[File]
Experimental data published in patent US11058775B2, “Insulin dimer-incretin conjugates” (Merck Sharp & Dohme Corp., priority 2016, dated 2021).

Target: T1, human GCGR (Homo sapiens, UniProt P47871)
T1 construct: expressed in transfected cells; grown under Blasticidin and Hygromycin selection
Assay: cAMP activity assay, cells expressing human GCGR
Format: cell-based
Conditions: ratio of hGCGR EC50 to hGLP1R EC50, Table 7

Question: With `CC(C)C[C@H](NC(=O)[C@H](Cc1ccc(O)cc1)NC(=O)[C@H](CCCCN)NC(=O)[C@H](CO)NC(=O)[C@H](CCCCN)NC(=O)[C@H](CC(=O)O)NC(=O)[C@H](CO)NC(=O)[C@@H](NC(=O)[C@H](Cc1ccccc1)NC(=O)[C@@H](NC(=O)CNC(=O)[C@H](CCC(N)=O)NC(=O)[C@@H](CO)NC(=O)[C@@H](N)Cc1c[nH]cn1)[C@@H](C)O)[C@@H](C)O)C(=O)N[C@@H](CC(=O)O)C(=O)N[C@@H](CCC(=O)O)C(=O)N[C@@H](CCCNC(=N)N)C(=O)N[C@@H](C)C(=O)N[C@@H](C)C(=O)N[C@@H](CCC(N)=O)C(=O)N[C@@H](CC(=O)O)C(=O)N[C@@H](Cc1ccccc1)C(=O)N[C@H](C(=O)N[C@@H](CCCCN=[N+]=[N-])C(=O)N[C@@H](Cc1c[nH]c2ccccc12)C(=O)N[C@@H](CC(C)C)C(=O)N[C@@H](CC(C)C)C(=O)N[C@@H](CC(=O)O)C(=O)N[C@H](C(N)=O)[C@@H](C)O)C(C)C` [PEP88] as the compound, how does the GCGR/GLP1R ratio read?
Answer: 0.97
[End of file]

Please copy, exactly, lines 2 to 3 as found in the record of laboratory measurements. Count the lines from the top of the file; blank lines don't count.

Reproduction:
Target: T1, human GCGR (Homo sapiens, UniProt P47871)
T1 construct: expressed in transfected cells; grown under Blasticidin and Hygromycin selection